Tuesday, March 31, 2015

Opt to Adopt Tori


Angels with Paws
Lakewood, CO

Yesterday I went to the dentist for my six-month cleaning and checkup (which went well).  After the appointment, my friend, D, and I were walking around and stumbled upon a Chuck and Don's store.  I went in to see their selection of cat toys, food, etc. and found this gorgeous kitty!

Tori makes herself known to everyone by talking a lot!  It is really sweet.  Whenever I stopped petting her for a minute to talk with the cashier, Tori would meow at me, insisting I pet her more (and of course, I did).  Tori is friendly and very affectionate.  She likes to play with fishing pole toys and loves being pet.  

Tori is approximately one year old, according to her profile on Angels with Paws.  The organization rescued this sweet kitty from a shelter where she was scheduled to be euthanized.  She can tolerate other cats as long as they don't bother her or get too close.  She would do best in a home with older children and adults.  

If you are interested in this beautiful torbie - tortoiseshell and tabby mix - please call Angels with Paws to see where she is hanging out waiting for her forever home.  Once you see this sweet girl for yourself, I just know you'll want to take her home.

You can reach Angels with Paws at: 303-274-2264.

Monday, March 30, 2015

Mancat Monday

 Hi everyone, it's Carmine.

Yesterday, the human got out the big noisy monster that eats stuff off the floor.  The Mom chased mes out of the room to use it.  Well, actually.... the Mom picked mes up in my Jewel's pink bed, where mes was enjoying a nice rest and looking very handsome, and carried mes - and the bed - into hers room so mes would not get scared.  But doesn't hers know that you should not disturb a mancat who's enjoying his bed?

Looks like mes still has some training to do.

Friday, March 27, 2015

Four Easter Dangers for Cats to Avoid

Easter is the perfect time for family and friends to get together and celebrate.  It's important, however, as pet parents, that we keep our furry friends in mind during holiday celebrations.  I've listed potential Easter hazards for cats below as well as some safe alternatives to help you keep your kitty safe during the holiday festivities.

Plants and Flowers: Many people enjoy decorating their homes with beautiful flowers or plants at the start of Spring.  However, there are several plants that pose danger to cats.  Please note that this is not a full list of toxic flowers and plants.  For a complete list of toxic plants, please visit the ASPA's list of toxic and non-toxic plants.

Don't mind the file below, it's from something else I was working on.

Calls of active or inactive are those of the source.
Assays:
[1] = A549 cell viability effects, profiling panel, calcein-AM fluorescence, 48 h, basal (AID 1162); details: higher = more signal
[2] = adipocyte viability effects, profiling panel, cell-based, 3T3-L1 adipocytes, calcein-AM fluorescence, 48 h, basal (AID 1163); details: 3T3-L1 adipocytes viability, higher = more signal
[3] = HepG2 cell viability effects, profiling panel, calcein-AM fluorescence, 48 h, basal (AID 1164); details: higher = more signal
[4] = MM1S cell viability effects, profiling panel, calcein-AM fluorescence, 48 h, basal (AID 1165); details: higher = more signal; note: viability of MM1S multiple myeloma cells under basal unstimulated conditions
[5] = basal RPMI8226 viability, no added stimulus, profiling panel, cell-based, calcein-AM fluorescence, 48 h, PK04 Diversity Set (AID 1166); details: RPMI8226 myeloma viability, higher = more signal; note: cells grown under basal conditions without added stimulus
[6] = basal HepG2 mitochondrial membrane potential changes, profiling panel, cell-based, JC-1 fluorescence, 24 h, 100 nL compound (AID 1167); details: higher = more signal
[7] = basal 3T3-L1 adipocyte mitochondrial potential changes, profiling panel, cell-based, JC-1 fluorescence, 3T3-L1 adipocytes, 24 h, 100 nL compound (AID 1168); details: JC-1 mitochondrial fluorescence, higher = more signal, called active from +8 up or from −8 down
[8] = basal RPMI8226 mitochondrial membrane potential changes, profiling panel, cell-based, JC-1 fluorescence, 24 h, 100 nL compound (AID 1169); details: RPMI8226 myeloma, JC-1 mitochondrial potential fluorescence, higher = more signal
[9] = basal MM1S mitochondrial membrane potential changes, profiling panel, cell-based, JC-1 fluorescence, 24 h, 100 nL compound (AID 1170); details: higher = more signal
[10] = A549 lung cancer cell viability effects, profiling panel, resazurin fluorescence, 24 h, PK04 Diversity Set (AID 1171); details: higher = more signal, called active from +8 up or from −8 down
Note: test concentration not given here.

Easter Lily: All species of "true" lilies, including the Easter Lily, are incredibly dangerous for cats.  A cat who ingests any part of the Easter Lily may experience: vomiting, lack of appetite, decreased or excessive thirst and urination, dehydration, acute kidney failure, and possible death.  According to the Pet Health Network, even ingesting a few Easter Lily petals or leaves, licking the pollen of its fur or paw, or drinking an Easter Lily's water from its vase can cause acute kidney failure in cats.

Other "true" lilies include: Asiatic, Tiger, Day, Japanese show, Stargazer, Wood, Red, Western, and Rubrum lilies.  Due to the severe consequences of "true" lily toxicity, I would highly recommend not bringing any of these flowers to a home where cats reside.

Azalea: Azalea is another Spring-time flower that is toxic to cats.  Kitties who ingest Azalea may experience: excessive drooling, vomiting, diarrhea, low blood pressure, weakness, central nervous system depression, coma, cardiac collapse, and possibly death.

Daffodil: Daffodils are beautiful flowers, but they are also dangerous for our companions.  Ingestion of Daffodils in small amounts may lead to vomiting, diarrhea, and drooling.  Ingested in large quantities, cats may experience: low blood pressure, convulsions, tremors, and arrhythmias.

Safe Alternatives: Fortunately there are many beautiful non-toxic flowers and plants you can decorate your home with.  Easter Daisies, Easter Orchids, Gerber Daisies, Petunias, Roses, and Bachelors Buttons are just a few of the safe flowers you can use to decorate your home.  The ASPCA has a complete list of non-toxic plants to cats.  Even though these plants are not toxic to cats, I recommend not allowing your kitty to eat them.  Keep plants and flowers out of your cat's reach when you are not around to supervise him.

If you believe your cat has ingested a toxic plant, please call your veterinarian or local animal hospital.  You can also call the ASPCA Poison Control at: 888-426-4435.  The ASPCA Poison Control charges a $65 consultation fee for their services.

Plastic Easter Grass: Although plastic Easter grass makes Easter baskets look pretty, it is dangerous for your cat.  Most cats have a difficult time resisting eating stringy things, like Easter grass, ribbon, yarn, and tinsel.  When ingested, Easter grass can cause an abdominal or intestinal obstruction, which requires surgical removal.

If you believe your companion has ingested a foreign body, please call your veterinarian or local animal hospital immediately.  Do NOT try to pull out any visible string, ribbon, etc. from your cat's body.  Doing this can cause serious damage to your cat's organs.